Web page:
Among the artificial intelligence (AI) projects Google is developing are real-time language translation, anemia detection and robotic kittens, CNBC reported Wednesday (Jan. 29).
The company hopes to launch those as well as a diverse array of other AI projects widely someday. Google's parent company Alphabet and its CEO Sundar Pichai have touted “AI first world” as a concept in recent years, referring to the large umbrella of Google's AI services, such as self-driving cars, search advertising and more.
On Tuesday, Google unveiled a series of its in-progress works as a way to show investors the benefits of AI technology.
The robotic kitten, termed D'Kitty, is a four-legged robot that Google says learned to walk on its own by way of studying locomotion and machine learning techniques. The company hopes this technology will help machines learn how physical hardware can function.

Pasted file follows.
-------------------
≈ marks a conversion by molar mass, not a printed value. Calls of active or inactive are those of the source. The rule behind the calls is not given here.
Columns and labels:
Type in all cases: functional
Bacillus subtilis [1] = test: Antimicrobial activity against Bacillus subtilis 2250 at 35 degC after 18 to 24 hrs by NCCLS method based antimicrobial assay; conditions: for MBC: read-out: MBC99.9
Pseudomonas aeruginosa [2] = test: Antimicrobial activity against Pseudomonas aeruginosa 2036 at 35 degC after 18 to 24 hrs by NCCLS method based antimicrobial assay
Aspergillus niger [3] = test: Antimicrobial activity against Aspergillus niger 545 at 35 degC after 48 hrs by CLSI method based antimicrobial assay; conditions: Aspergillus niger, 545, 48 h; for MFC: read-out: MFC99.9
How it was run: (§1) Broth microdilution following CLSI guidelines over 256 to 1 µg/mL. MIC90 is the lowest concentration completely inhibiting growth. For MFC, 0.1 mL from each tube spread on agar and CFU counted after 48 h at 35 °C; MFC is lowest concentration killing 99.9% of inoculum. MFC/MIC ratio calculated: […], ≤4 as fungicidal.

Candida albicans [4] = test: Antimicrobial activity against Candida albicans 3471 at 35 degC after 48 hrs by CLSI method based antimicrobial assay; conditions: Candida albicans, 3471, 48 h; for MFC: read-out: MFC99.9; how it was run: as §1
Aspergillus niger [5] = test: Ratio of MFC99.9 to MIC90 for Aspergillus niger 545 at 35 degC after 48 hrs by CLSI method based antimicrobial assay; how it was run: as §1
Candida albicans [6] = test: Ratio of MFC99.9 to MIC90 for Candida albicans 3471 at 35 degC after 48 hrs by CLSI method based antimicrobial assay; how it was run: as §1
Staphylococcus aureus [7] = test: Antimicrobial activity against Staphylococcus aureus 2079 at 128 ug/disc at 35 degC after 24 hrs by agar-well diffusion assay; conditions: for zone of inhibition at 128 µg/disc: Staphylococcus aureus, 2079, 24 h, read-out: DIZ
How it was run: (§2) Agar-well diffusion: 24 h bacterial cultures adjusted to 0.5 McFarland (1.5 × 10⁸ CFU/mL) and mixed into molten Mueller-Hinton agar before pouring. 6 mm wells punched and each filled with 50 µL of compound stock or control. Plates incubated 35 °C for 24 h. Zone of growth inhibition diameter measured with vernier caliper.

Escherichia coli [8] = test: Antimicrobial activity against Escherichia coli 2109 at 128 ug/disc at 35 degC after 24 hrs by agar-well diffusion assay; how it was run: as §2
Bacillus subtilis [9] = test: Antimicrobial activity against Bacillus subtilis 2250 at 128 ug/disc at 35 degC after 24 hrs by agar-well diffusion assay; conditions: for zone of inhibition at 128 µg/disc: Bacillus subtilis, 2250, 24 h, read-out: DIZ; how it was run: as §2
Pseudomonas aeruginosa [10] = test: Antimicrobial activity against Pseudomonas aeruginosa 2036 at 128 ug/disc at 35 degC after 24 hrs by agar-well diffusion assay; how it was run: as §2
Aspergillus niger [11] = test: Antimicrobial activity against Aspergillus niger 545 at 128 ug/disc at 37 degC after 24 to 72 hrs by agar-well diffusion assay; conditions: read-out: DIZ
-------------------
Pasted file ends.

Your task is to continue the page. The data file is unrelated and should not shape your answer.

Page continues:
There were wearable sensors, which could connect human hand gestures with media controls, Google said. One prototype was a set of sweatshirt drawstrings that could be twisted to adjust music volume. Users could also play or pause the music in question by pulling on the strings.
Google Translate, which currently supports 59 languages, could soon see new real-time translation features and transcriptions, which will be available on Android phones.
And the company showed how its AI could be used in retina scans to determine if patients have anemia, diabetic eye diseases and glaucoma.
However, amid Google's displays of AI, government bodies and other entities have been worrying about the increasing presence of the technology. There have been calls for regulation, with the European Union considering a sweeping set of new rules meant to curb overreach and provide accountability and IBM debuting a new lab that will oversee AI projects.
And there have been calls for bans on facial recognition, with critics saying it has potential for racial bias and discrimination and fake-video technology.